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Felix Chun Pong Lau, a KAUST Ph.D. student and a member of the University's Amateur Astronomy Association, took this image of the moon in 2013 during one of the group's events. Photo courtesy of Felix Chun Pong Lau.
By Caitlin Clark and David Murphy, KAUST News
"It's amazing when you're able to look through the lens of a telescope and observe objects that are millions of miles away—objects we usually only see in textbooks or on the internet," said KAUST Ph.D. student Daniel Corzo, the head of the University's Amateur Astronomy Association (AAA), a KAUST graduate student-led group sponsored by Graduate Affairs.
Corzo and his fellow stargazing enthusiasts assemble to use the group's 8-inch Meade LX200 and Vixen VC200L telescopes, which feature automatic positioning, and binoculars to look at the sky. Their night sky observation events have taken them in search of low light pollution areas where they may see the stars more easily.
In September 2017, the KAUST Amateur Astronomy Association hosted a Saturn observation event for community members to view the planet and its rings and satellites through the group's telescopes. Photo courtesy of Felix Chun Pong Lau.
"It's a magical moment for us when the Milky Way comes into plain view," Corzo said. "Stargazing is such an incredible activity. All of us in the group want to learn about things beyond our own planet—I think these are things we often forget about or take for granted. During our events, we are able to observe things that often go unseen."
Corzo's interest in the stars came from his family's outings to the National Aeronautics and Space Administration's Lyndon B. Johnson Space Center in Houston, Texas, U.S., where his family lives. Established in 1961, the Space Center consists of a $1.5 billion complex that is home to mission control for International Space Station operations and the U.S. astronaut corps and a hub for research in advanced human exploration programs.
"I always enjoyed visiting the ships and exhibitions at the Space Center," noted Corzo. "Literature—like the science fiction novels by Isaac Asimov—also played a huge role in piquing my interest and made me wonder about the places humankind could reach."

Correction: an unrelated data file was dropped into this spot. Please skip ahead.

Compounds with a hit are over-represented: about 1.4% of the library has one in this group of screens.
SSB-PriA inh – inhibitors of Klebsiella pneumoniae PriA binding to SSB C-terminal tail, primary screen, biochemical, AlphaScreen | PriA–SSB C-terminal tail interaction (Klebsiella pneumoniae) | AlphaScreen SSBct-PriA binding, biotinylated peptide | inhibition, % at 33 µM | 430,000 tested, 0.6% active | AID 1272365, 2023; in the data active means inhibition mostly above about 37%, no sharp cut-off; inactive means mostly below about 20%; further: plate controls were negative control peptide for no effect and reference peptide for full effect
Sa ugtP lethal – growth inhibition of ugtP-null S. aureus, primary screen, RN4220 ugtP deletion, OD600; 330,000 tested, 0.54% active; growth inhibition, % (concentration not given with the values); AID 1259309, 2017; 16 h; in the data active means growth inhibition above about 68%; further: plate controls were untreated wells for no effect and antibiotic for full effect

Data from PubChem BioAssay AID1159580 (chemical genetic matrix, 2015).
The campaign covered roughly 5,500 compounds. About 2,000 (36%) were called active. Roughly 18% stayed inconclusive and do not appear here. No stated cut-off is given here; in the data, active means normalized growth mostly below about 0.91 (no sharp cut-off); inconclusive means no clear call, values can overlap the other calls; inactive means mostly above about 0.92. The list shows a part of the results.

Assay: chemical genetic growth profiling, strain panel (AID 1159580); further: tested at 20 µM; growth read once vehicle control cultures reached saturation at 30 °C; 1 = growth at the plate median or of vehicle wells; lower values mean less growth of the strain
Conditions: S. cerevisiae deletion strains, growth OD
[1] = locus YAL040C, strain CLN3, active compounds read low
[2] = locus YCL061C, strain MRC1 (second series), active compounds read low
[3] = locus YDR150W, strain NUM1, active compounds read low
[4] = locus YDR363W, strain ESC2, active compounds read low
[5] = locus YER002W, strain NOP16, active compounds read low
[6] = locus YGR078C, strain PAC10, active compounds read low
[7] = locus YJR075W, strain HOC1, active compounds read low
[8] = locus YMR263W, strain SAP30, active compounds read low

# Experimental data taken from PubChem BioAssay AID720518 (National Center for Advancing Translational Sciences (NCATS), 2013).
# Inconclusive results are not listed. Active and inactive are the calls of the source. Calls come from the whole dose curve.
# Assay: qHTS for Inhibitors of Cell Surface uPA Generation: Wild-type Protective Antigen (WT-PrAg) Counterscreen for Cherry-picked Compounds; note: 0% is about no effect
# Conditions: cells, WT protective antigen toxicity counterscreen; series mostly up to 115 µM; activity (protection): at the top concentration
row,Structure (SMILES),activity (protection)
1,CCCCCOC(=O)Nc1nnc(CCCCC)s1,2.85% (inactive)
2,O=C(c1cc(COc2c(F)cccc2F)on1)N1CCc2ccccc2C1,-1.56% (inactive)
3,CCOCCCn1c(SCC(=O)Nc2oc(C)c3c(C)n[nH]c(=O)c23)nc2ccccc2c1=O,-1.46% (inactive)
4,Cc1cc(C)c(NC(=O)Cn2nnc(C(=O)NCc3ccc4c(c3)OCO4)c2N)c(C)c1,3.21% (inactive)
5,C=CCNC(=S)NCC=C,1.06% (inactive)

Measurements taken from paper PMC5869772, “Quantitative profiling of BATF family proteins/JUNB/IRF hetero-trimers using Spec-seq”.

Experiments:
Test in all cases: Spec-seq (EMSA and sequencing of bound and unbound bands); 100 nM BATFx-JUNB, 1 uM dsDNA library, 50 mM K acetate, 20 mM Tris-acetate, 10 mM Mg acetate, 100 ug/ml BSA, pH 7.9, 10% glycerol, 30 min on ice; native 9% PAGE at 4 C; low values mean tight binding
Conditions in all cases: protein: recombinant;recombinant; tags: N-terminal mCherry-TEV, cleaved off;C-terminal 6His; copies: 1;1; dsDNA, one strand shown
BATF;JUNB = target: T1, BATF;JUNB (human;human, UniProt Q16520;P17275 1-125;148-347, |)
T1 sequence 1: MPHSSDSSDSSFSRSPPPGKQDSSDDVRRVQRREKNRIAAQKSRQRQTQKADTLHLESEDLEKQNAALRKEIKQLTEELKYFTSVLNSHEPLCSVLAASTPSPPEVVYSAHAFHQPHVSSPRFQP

Members of the University's Amateur Astronomy Association took this beautiful image of the Orion Nebula (M42), one of the brightest gas nebulae in the sky. 'It is the birthplace of a new stellar cluster and contains many very young and unborn stars,' noted group member Felix Chun Pong Lau, a KAUST Ph.D. student. Photo courtesy of Felix Chun Pong Lau.
Corzo found out about the AAA when visiting one of the University's Orientation Expos during his first semester on campus as a master's student.
"They had one of the telescopes up and some photographs on display, and I started attending a few of their observations," he said. "During all of the observations we have, plenty of community members take part—students, staff and even kids."
The University's Amateur Astronomy Association held an event for community members in 2011 to look at the sky through the group's Vixen telescope. Photo courtesy of Paul Bennett.
An observation begins for the group with a description of how to set up the telescopes, how to align them and how to spot objects in the sky.
In December 2017, the KAUST Amateur Astronomy Association held an event for the community to observe the spectacular Geminid meteor shower at the University's Thuwal Park. Photo courtesy of Felix Chun Pong Lau.
"We talk about the object we're about to observe and point our telescopes at it. We then just let the crowd look through the lens and enjoy the show," Corzo explained. "We change from object to object, depending on what's observable on a specific night of the year.
"Our planet turns on its axis as well as around the sun, and depending on the orientation, the night sky is different, changing as it moves. This is the reason different constellations may only be viewable from the Northern or Southern hemispheres, or why some may disappear from the horizon at specific times, or why we have meteor showers during different times of the year."
"We must take into account that the Earth is part of a greater system, and any event occurring outside of our planet can also affect us," he said.
KAUST Ph.D. student Felix Chun Pong Lau, a member of the University's Amateur Astronomy Association, took this stunning photograph of the night sky during one of the group's events. Photo courtesy of Felix Chun Pong Lau.
Corzo, his AAA fellow officers and the University's Graduate Affairs team are working to set up more stargazing events for the future.
"I believe that exploring the universe and looking beyond our horizon is a feeling that unites us all," he said.
To join the Amateur Astronomy Association, please contact Daniel Corzo at firstname.lastname@example.org.